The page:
Generally speaking, if you’re a Jack Daniel’s drinker you’re not a whiskey fan who cares about age statements. Not that you should be, because, of course, older whiskey doesn’t necessarily mean better whiskey, although it virtually always means more expensive whiskey.
Nonetheless, I was really excited to give this 10-year-old version of Jack Daniel’s a try to see how it compared to Old No. 7, a whiskey that, admittedly, rarely crosses my lips. This is the first age-statement expression from the Tennessee distillery in over a century, which really enthused master distiller Chris Fletcher. “The DNA of the whiskey is still Old No. 7,” he said on a recent Zoom call, meaning that it starts out as the same 80 percent corn, 12 percent malted barley, 8 percent rye mash bill as the classic. And it’s charcoal filtered, or “mellowed” as Jack likes to call it, before barreling—as is required for all Tennessee whiskey (which is really bourbon, but that’s been covered before).
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Fletcher said he started the process by tasting batches that were about five to seven years old that were destined to become single barrel releases—arguably some of the best Jack Daniel’s expressions to come out in recent years. These were on the top floor of the warehouse, but at about eight years old three lots were moved to the bottom floor of the coolest warehouse at the distillery to slow down the extraction process from the wood. Finally, after a decade of maturation, the whiskey was dumped and bottled at a higher 97 proof (compared to 80 for Old No. 7) without chill filtration, both of which are welcome steps in retaining the flavor of this well-matured Tennessee whiskey. The plan is for this to be an annual limited release, and Fletcher hinted that he and his team are letting some barrels go even longer to see how the whiskey will taste at an older age.
The 10-year-old is a lovely whiskey, recognizably Jack Daniel’s as Fletcher intended, but with much more pronounced oak, fruit and tannin notes. The banana and brown sugar backbone of Jack is present on the palate, along with raisin, fig, caramel and some maraschino cherry. There’s a bit of dryness on the back of your tongue as you sip, but this is a pleasant sensation and not overpowering. Drinking the 10-year-old kind of feels like catching up with an old friend who you haven’t seen for years and happily discovering how much they’ve matured. There’s nothing wrong with the youthful version you are so familiar with, but it’s really enjoyable to see how things have progressed.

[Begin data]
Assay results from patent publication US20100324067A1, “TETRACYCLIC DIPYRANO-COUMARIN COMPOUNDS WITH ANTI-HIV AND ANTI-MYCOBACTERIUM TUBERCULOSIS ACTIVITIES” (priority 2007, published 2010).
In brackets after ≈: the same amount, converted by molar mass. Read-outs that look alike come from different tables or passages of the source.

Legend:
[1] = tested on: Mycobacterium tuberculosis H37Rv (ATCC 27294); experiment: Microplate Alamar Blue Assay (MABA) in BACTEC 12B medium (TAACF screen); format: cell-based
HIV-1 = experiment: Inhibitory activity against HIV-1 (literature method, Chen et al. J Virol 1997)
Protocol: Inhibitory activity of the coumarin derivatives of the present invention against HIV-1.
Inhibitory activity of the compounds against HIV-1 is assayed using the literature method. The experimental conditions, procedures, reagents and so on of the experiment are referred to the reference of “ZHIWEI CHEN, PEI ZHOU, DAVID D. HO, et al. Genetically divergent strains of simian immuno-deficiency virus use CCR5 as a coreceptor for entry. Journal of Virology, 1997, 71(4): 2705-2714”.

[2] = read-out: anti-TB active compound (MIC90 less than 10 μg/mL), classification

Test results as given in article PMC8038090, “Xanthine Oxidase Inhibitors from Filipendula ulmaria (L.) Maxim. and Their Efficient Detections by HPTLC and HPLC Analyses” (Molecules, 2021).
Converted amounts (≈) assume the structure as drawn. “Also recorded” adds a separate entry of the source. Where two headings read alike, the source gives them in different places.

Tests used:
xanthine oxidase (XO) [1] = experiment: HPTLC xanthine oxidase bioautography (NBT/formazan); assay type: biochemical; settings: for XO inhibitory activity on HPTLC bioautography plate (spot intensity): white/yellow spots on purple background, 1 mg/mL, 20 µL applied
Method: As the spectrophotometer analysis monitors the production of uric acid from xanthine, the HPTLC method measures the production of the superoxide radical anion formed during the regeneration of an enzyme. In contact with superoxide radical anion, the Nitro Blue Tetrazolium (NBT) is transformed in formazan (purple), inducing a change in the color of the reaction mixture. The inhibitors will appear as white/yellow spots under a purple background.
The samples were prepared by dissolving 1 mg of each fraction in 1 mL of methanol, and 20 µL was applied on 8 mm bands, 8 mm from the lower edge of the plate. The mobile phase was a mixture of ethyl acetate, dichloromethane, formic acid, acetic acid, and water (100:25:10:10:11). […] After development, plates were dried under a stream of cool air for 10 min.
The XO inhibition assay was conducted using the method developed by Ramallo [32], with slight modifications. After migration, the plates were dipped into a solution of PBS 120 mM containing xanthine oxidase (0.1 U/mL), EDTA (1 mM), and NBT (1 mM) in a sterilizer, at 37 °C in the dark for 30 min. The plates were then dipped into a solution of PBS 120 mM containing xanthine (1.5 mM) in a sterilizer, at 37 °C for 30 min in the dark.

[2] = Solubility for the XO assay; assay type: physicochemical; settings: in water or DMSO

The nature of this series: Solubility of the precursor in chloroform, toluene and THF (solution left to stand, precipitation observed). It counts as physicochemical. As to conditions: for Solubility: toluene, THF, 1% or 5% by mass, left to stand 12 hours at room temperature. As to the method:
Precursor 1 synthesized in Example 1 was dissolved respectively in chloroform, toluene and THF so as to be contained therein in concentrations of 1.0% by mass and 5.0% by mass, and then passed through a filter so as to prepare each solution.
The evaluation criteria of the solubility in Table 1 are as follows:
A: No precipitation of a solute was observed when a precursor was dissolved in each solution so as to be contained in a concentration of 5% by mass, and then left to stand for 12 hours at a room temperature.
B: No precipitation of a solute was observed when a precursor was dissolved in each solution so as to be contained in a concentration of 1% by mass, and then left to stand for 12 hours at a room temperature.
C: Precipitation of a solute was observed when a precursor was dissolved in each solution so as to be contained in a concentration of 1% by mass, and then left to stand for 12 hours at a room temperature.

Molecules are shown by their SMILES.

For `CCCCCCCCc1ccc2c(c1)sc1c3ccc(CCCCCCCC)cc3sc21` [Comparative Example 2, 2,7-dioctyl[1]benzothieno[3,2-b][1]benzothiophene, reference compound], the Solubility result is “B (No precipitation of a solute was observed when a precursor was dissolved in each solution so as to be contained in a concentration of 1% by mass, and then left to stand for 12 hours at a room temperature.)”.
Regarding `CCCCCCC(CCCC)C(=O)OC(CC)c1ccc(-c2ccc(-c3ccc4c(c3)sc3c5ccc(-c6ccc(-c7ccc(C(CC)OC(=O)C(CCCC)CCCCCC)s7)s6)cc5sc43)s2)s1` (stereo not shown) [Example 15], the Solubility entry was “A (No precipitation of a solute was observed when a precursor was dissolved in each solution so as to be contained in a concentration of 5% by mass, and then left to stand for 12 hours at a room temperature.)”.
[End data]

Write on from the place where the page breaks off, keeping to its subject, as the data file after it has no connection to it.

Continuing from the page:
The bottle’s label has an appealing throwback design, with a version of the cartouche that originally appeared on age statement Jack a century ago. Even if you are not a regular Jack Daniel’s drinker, give this whiskey a try to see how a much higher proof and about twice as long in the barrel transforms this classic Tennessee whiskey.
What Our Score Means
100: Worth trading your first born for
95 – 99 In the Pantheon: A trophy for the cabinet
90 – 94 Great: An excited nod from friends when you pour them a dram
85 – 89 Very Good: Delicious enough to buy, but not quite special enough to chase on the secondary market
80 – 84 Good: More of your everyday drinker, solid and reliable
Below 80 It’s alright: Honestly, we probably won’t waste your time and ours with this
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